During an interview with JeuxActu, The Last of Us Part 2’s co-lead game designer, Emilia Schatz, was asked whether or not the E3 demo was running in real-time and whether or not it was running on actual PlayStation 4 hardware. Schatz responded by saying that it was running on the PS4 Pro.
At the 3:24 mark, Schatz explains…
“Yes, it is running on a PS4 Pro.
“[…] [laughs] There’s no plans to downgrade the game. No. [The E3 demo] is basically how we hope it will appear.”
JeuxActu’s interviewer wasn’t entirely convinced that what was running on stage during Sony’s E3 press conference was actually real-time, pressuring Schatz by asking how it was possible for Naughty Dog to achieve that level of fidelity running in real-time on a PS4 Pro, especially when a bunch of other first-party games can’t even run at 1440p and 60fps on the PS4 Pro, and even The Last of Us: Remastered failed to run at 1800p at 60fps on the PS4 Pro.
Schatz explained that it was thanks to working with the talented team at Naughty Dog that they were able to achieve the look and fidelity presented in the demo…
“I work with a lot of very, very talented people. They keep me in awe all the time. They constantly challenge me to make sure that the gameplay lives up to the art that they create for it.”
It’s still highly unlikely that what was featured during the E3 demo is what will make it into the actual boxed product when the game releases, but I’m sure fanboys will gloat in the meantime about Naughty Dog promising an E3-quality gameplay experience for the finished game.
The interviewer also asked about the gameplay – something that creative director Neil Druckmann touched on briefly during the E3 Coliseum panel. Druckmann had mentioned that they overhauled the dodging mechanics in the game, so that it looks more natural and less stilted and mechanical, like the system that was presented in the first Last of Us.
Schatz talked a bit more about the dodge mechanics and how it coincides with the animation system, mentioning that the dodging in the E3 demo is how it will supposedly play out in the actual game, and that this was something that ties into the new animation system that they’re using called “Motion-Matching”…
“That’s right, we’re using a brand new animation system of motion-matching to sort of match her movement exactly to the fluid sort of movement that the player inputs. And that blends nicely into the gameplay gestures, such as reaching out and grabbing a brick; reaching out and grabbing ammo; opening a cabinet [and] things like that.
“All of those things – if you stop and sort of like jut into a canned animation, it sort of feels like your character is a robot, and that takes away from the immersion. That’s very important to us, so we continue with feeling like you are a part of this world that you are playing as Ellie, so that fluid animation is very much about creating a tone.”
Druckmann expounded on the tool suite a bit more during the Coliseum panel, where he explained that the animation blending is based on the directional inputs of players combined with the contextual disposition of the player character and the NPC(s).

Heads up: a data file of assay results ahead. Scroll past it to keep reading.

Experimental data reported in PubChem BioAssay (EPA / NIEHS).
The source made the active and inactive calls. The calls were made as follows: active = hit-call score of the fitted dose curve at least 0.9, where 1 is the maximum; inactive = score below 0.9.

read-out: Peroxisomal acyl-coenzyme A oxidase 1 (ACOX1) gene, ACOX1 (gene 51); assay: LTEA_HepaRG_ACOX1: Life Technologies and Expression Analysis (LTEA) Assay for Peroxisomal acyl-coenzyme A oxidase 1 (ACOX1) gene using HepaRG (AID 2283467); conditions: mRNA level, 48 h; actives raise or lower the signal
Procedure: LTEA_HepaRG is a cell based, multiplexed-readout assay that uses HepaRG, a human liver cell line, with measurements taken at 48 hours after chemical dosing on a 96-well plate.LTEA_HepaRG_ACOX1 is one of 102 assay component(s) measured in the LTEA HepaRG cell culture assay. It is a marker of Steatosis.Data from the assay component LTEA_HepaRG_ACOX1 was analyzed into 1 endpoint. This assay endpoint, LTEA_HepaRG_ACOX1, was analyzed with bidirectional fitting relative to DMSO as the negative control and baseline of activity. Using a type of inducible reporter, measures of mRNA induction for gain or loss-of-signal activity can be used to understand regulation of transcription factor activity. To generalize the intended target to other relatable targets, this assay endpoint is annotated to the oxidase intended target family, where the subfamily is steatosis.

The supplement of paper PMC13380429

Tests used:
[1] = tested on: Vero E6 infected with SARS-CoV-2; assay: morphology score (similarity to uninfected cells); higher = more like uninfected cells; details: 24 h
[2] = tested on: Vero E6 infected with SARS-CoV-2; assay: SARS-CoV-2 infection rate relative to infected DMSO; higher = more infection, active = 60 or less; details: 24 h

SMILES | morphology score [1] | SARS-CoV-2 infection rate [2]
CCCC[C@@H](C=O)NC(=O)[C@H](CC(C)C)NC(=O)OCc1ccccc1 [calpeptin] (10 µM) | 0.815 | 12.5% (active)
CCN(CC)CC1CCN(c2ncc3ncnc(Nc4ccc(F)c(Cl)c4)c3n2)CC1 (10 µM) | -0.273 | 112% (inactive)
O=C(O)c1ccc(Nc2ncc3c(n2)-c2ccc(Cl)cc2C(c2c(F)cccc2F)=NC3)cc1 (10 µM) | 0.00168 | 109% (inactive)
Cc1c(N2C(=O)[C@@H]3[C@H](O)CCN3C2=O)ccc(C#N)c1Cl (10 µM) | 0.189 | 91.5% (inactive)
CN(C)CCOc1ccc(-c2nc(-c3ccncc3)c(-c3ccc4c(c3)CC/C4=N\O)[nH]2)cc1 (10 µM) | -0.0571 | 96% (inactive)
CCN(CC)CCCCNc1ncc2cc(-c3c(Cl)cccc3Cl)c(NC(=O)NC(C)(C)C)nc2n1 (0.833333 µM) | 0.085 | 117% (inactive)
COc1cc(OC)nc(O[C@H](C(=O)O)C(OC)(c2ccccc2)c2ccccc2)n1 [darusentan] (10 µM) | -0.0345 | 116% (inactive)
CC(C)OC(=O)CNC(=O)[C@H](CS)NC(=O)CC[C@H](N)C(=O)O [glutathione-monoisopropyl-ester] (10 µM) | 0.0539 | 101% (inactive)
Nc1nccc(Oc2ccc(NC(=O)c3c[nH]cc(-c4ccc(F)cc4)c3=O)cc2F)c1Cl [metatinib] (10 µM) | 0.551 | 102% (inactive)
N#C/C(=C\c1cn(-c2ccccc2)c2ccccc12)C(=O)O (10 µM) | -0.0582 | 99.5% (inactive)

Very much like the Morpheme suite from NaturalMotion, the contextual gesture Motion-Matching system runs through a blending algorithm so that when players press the dodge button while an enemy is swinging from a certain direction and Ellie is moving in a certain direction, it creates a fluid transition from one animation state to the next without breaking the fluidity of the movement.
This ties into what Schatz is talking about regarding the jutting canned animation response most games have when you quickly start and stop certain actions and the animations jerkily start and stop to match those movements. Behind the scenes the code is telling the game to select a preset animation from the animation library to play whenever a player presses a certain button or perform a certain action, creating instantaneous feedback even at the expense of the characters jerkily reacting in response.
The designers and the animators at Naughty Dog worked together to erase those jutting transitions between animation sets, so that the procedural frame transitions make it look as if the characters are moving organically instead of playing a preset canned animation.
According to Schatz, Naughty Dog completely rebuilt the melee combat from the ground up in The Last of Us 2, where it’s designed to be fluid and dynamically systematic.
Obviously, most people don’t care about the gameplay or gameplay mechanics given that the biggest talk of the town for the E3 demo of The Last of Us 2 centered around Ellie’s lesbian relationship. Above and beyond the mechanical aspects of the game, Neil Druckmann really wanted to hammer that sociopolitical aspect of the game home in order to anger certain groups of people and receive praise for virtue signaling to another group of people.
Also, some members of Naughty Dog have been railing on gamers and swearing at them on Twitter, telling them that Naughty Dog doesn’t make games for anti-SJWs.
There’s still no release date set for The Last of Us Part 2, but the game is due out exclusively for the PS4 and PS4 Pro.
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